My thoughts turned to my ex-son-in-law while I was sitting with God this morning, and I found myself grieving again. In over ten years I grew to love him even if his parenting and attitudes drove me crazy. I remembered some of the work we’d done, some of the opportunities he’d had, his love of me, and cried. It’s so sad, he lost so much by not choosing to face himself.

My daughter told of their last encounter that left her shaken–over an air compressor that she wanted (she got her dad’s mechanical ability and loves to fix things but has to have the strength of the compressor). He threw a tantrum and tried to control her with fear and guilt as always, and she was second-guessing herself in guilt. She’s always too soft on him–in my opinion. (It’s a God-thing that she could leave.)

But from his comments I could tell that he is back to blaming everyone else, in typical narcissist style, hiding from his brokenness. He’s obviously heard, “You’ve sacrificed so much to keep your kids in their home,” and he replays it regularly. I’m not diminishing what he did for a year and a half–it was big and commendable to give her 2/3 thirds of his check so she could scrape to stay in their house. It was important to keep the kids’ lives as stable and normal as possible, the youngest was a year and a half when they separated. And the earlier a child is disrupted, the harder it is on them. Most people don’t know that. 

But it sounds like he has made a new “persona” or public mask out of being the one who has sacrificed so much–the good guy–the hero–the one who was left–the martyr.

That is so sad to me. He is even further away from facing himself, the wreckage he caused by not being willing to face his faults and grow. She had done most of the emotional heavy-lifting, and he wanted her to do it all–which she couldn’t. You can’t do someone else’s work. She was so into making things perfect, I’m sure she would have if she could have. And he got angrier and angrier at not being him. She hid it as long as she could. Until she saw how it was affecting their three little boys. And she began to see she would die young if she stayed.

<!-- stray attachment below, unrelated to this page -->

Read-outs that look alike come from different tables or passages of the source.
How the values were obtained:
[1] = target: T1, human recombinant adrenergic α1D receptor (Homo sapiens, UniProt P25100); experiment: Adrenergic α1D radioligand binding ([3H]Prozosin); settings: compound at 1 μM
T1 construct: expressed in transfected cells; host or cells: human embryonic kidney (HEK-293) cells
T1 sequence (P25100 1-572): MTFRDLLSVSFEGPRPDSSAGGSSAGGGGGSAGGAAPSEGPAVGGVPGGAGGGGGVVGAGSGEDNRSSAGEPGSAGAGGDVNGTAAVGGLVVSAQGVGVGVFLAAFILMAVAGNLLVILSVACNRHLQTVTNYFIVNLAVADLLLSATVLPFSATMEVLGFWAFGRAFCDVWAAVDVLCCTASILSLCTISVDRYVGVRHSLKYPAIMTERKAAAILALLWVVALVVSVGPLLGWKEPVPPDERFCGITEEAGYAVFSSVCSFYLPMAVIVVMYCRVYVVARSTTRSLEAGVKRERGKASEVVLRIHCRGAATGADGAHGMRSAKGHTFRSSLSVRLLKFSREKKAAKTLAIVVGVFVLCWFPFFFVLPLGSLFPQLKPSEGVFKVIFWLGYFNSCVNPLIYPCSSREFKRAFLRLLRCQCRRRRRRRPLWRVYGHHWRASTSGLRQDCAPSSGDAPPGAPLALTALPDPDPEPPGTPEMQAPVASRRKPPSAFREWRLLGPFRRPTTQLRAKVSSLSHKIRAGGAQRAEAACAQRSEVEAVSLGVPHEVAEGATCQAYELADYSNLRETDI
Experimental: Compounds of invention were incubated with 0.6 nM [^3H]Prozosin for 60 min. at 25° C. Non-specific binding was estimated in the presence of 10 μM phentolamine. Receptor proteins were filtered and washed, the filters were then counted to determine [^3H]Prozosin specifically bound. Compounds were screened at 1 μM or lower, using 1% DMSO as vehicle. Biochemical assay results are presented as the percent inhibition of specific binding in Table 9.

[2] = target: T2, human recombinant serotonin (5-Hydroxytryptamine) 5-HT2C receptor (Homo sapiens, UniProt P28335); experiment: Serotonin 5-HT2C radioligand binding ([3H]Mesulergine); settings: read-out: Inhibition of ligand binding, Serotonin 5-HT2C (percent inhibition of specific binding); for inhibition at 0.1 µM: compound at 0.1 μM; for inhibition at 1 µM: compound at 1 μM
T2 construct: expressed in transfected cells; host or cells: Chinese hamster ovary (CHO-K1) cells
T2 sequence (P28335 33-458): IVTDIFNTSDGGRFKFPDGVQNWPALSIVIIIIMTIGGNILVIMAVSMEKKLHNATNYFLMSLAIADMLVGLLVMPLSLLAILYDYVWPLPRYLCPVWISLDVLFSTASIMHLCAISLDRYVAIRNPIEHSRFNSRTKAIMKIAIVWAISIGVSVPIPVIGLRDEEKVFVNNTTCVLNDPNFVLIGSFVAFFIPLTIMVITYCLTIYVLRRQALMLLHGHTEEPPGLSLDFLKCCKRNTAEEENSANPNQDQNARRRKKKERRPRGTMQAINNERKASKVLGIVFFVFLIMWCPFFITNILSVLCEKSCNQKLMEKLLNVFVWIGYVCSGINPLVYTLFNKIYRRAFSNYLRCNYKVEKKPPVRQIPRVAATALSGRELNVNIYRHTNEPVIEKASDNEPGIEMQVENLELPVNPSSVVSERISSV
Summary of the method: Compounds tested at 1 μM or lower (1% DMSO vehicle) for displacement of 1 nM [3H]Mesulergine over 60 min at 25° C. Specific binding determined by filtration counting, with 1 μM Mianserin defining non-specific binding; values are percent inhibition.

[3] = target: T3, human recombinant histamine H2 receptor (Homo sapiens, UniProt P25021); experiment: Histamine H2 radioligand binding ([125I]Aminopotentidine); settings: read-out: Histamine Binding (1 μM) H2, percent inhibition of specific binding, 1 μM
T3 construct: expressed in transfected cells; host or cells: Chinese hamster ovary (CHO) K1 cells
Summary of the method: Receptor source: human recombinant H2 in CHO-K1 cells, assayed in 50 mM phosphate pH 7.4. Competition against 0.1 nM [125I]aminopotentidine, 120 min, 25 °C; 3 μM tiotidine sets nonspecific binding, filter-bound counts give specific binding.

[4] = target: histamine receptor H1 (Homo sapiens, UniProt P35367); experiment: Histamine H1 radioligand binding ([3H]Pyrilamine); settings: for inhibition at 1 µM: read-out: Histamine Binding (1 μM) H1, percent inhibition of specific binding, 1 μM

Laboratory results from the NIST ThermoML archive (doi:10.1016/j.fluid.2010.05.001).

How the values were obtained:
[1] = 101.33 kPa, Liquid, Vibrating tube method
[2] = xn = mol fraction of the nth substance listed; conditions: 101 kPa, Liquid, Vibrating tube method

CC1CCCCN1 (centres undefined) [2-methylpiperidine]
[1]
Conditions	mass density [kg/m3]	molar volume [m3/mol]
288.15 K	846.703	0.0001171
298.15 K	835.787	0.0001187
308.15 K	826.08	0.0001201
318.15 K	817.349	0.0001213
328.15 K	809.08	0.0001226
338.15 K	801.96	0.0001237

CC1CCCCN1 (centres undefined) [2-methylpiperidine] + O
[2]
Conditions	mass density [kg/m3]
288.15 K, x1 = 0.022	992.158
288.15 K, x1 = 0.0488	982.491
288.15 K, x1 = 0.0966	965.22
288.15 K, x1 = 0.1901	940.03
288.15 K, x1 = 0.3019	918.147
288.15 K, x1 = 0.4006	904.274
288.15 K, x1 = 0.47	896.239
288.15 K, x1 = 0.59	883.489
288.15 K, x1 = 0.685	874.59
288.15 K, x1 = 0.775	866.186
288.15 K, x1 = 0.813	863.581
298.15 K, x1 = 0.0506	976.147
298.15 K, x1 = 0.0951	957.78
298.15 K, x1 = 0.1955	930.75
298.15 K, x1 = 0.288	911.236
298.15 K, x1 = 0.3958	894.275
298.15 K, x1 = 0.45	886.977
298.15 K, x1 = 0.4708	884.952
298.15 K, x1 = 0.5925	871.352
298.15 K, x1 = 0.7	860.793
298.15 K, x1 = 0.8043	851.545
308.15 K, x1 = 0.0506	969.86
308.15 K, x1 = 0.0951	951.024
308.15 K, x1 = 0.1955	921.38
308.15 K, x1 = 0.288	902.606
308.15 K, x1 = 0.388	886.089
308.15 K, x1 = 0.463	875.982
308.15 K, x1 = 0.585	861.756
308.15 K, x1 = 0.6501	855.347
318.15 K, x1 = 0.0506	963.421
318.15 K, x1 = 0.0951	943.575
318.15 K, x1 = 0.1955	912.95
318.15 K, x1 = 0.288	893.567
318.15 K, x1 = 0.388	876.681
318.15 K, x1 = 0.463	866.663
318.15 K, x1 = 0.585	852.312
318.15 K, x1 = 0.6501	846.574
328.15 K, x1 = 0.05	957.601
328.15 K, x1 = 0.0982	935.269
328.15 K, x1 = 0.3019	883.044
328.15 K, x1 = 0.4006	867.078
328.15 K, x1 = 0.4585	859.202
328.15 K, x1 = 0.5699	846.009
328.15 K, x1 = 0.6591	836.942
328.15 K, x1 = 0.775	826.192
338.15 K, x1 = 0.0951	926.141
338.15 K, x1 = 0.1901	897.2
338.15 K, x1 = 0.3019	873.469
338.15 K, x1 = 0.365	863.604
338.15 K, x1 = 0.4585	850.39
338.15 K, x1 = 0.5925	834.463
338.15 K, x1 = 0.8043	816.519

Sad, sad, sad. Mostly for him. He’s the one who loses the most.

There’s a saying in my field, “Nothing changes until it becomes real,” which just means that unless you face your part, your faults, your dark side, you won’t grow, your relationships won’t get better.

There is no one on this planet that isn’t broken, that doesn’t have faults. We are all mistake makers here, ALL of us. And to pretend that we aren’t, is just fooling ourselves and maybe our children (hopefully only for a time). Everyone around us knows our craziness long before we do.  The smartest thing we can do for ourselves and those who love us is take off our masks, look in the mirror, and get honest. It’s painful, but so worth it, and a lot less pain for a lot of people in the long run.

God will help if you ask–He’s into honesty. I’ve always wondered why Jesus’ disciples started the good news about God with telling people they were sinners, which just means we are broken, separated from God, and can’t fix ourselves. I thought that would raise defenses; maybe it was a short-cut for honest, open hearts. If your defenses are so developed that you think you’re good, you don’t need God. You’re perfect–and hopeless.